Finding content in order to learn Romanian
We introduced Romanian at LingQ, but we had no content. A couple of our members gave us a small amount of content, but there was no content so I had to go out and create some through Elance, which is a very useful site on the Internet, where you can contact freelance people for outsourcing. I have now a total of three tutors via Elance for Romanian. I was able to find people, as I explained before, to translate these 150 basic sentences and record them. I loaded this up as content into LingQ, so another 30-40 people have been able to use this in LingQ and it’s all available free of charge. I don’t mind. I do it for myself and, yet, other people are able to benefit. Then I had people do transcripts of the Radio Romania podcasts. I’ve tried a number of different transcribers and I’ve got one now that’s extremely good and quite reasonable.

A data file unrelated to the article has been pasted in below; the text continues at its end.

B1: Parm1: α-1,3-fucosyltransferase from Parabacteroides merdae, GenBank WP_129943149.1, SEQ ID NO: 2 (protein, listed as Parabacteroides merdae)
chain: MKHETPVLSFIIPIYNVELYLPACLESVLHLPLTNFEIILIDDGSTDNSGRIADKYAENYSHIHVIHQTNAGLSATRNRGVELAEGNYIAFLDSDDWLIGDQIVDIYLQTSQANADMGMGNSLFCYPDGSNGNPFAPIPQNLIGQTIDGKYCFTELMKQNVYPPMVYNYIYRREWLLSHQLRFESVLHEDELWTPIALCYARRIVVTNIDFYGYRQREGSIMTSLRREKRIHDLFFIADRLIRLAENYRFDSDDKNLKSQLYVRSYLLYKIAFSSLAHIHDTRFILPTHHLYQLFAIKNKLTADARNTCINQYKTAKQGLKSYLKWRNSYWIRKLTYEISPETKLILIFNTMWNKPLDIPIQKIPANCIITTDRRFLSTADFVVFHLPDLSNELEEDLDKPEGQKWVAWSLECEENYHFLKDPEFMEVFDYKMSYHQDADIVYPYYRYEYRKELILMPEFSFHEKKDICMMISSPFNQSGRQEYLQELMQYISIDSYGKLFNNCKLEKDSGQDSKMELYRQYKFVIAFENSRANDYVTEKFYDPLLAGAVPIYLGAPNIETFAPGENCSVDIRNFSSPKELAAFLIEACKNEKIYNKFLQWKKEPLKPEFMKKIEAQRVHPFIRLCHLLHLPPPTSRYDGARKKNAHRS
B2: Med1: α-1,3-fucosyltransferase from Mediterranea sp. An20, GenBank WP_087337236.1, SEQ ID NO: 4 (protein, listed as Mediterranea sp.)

She volunteered a number of resources, a grammar book, and she volunteered this one site called _______. It’s put out by the _______ and there there is like 22 lessons, audio and text. Initially, I imported those for my own use into LingQ and then I approached this person who had told me about it and asked her. I said could you approach the _________ and ask them if we could share this amongst other learners at LingQ. It’s available for free download.
They came back and immediately said yes, which is wonderful. Because all the time I’ve approached Ekho Moskvy for Russian or _______ for Czech for permission to share their material at our website, they don’t even answer. They don’t even answer. Here we got an answer right away, so I loaded up 22 lessons today of Romanian, audio and text, using the LingQ system. So however many people want to access that through LingQ are welcome to use it. I mean it’s just amazing how all this stuff works.